When I started the day yesterday, I had no idea that I would be writing about the reserve clause for today’s Afternoon Quickie. But Sherm brought it up yesterday morning. We were commenting on the behavior of ball player’s and it was his theory that players today are more motivated by money than by a love of the game or loyalty to a team. He argued that it used to be better. I countered that it probably isn’t much different today than it was before because there have always been bad teammates, greedy owners and other jerks in the game.
But Sherm started me wondering about how much has changed in baseball since players’ salaries ballooned after the advent of free agency. This is the first installment of what will probably be a two-parter. In this first installment, I want to sketch out how free agency came about in the first place. Next time, I will write about the changes it has wrought.
We begin at the end of the National League baseball season of 1879. That year some owners introduced what became known as “the reserve clause”. This was a clause in a baseball player’s contract with his team that required that at the conclusion of the one-year contract, the player could not negotiate with any other team. Rather, the player agreed that he would negotiate for the next year only with the team with whom his contract had just expired.
Soon, all the owners were requiring ‘reserve clauses’ in their contracts with individual players. This had the effect of making a player the exclusive property of his ball club once he signed his first contract. Because there was no amateur draft until 1965, a player before then was a free agent until that first contract. But thereafter, the reserve clause prevented him from negotiating with anyone other than his current owner. This, of course, had the effect of preventing competition among owners for the services of baseball players from contract to contract. That, in turn, suppressed the price of those services.
In 1892, congress passed the Sherman Antitrust Act. It prohibited concerted action in restraint of trade. Lawyers saw a problem for baseball. The conduct of the owners in concertedly requiring the reserve clause in player contracts looked like a violation of the Sherman Act. The issue did not come to a head until 1922.
At that time, the Supreme Court decided a case called Federal Baseball Club v. National League. The Court ruled for the owners, but on grounds having to do with the limits of congress’s power, not on the merits of whether the owners had acted anti-competitively. Oliver Wendell Holmes, Jr. wrote for the Court. He reasoned that baseball is not in interstate commerce. According to his opinion, major league baseball is just a collection of private teams that arrange for baseball exhibitions that each occur within a particular state. Because that activity does not occur in interstate commerce, the Sherman Act does not apply to Major League Baseball. Major league baseball not in interstate commerce!?! That, of course, was pure nonsense then and is more so today. But the decision has never been over-ruled. It lives on and is sometimes cited as the worst piece of legal reasoning ever to have been penned by Justice Holmes, one of our greatest jurists. (Baseball gets the best of even the very smartest of us eventually. He was a Boston fan, so . . . you know.)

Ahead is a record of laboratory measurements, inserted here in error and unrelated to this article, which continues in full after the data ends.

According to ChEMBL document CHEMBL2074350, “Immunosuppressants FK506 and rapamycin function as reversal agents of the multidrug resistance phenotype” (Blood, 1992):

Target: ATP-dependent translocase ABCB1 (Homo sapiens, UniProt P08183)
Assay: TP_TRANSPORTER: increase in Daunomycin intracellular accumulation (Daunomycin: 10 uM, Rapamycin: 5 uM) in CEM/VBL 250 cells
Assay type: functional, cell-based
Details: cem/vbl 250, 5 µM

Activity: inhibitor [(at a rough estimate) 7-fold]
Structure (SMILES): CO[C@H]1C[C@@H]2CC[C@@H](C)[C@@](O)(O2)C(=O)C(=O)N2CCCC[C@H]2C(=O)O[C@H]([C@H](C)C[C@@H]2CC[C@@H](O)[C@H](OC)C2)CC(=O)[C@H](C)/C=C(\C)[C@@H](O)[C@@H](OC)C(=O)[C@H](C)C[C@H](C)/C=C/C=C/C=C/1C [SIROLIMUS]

Despite its obvious anti-competitive effect, it was not the courts that ended the reserve clause. That happened in a series of arbitrations conducted in the ‘70s under the player’s Basic Agreement. In 1965, the players formed a union and the union negotiated the first Basic Agreement with the owners. The BA incorporated the reserve clause – that is, the union agreed that the clause was retained as a part of every player’s contract with his team. But the BA also set up a grievance process that included arbitration. Eventually, that process would be the undoing of the reserve clause.
It seemed to some that the reserve clause had always had a loophole. What would happen if a player negotiated in good faith for a year, but did not agree to a new contract? Would he in the following year be a free agent?
In the 1974 season, Catfish Hunter had a grievance with Charlie Finley, owner of the A’s. Hunter was the reigning Cy Young award winner, but Finley had not funded certain deferred benefits in violation of Hunter’s contract. Hunter had the contract voided for the year, meaning that he had played for a year with no contract. The arbitrator ruled that Hunter was, therefore, a free agent for the 1975 season. He signed an enormous new multi-year contract with the Yankees.
The next year, Andy Messersmith of the Dodgers and Dave McNally of the Expos, did not sign a contract and played for the season unsigned. (McNally had actually retired half way through the season, but did not complete the documentation to make his retirement official.) At the end of the season, the union, on the players’ behalf, initiated arbitration and Messersmith and McNally were declared free agents for the 1976 season. Effectively, this was the end of the reserve clause. Every player could achieve free agency by playing with no new contract for a year (during that year, their compensation would be determined under the BA).
In the next Basic Agreement, the reserve clause was removed and free agency became available to all players subject to a set of restrictions, which were negotiated into the BA. I will describe those restrictions the next time.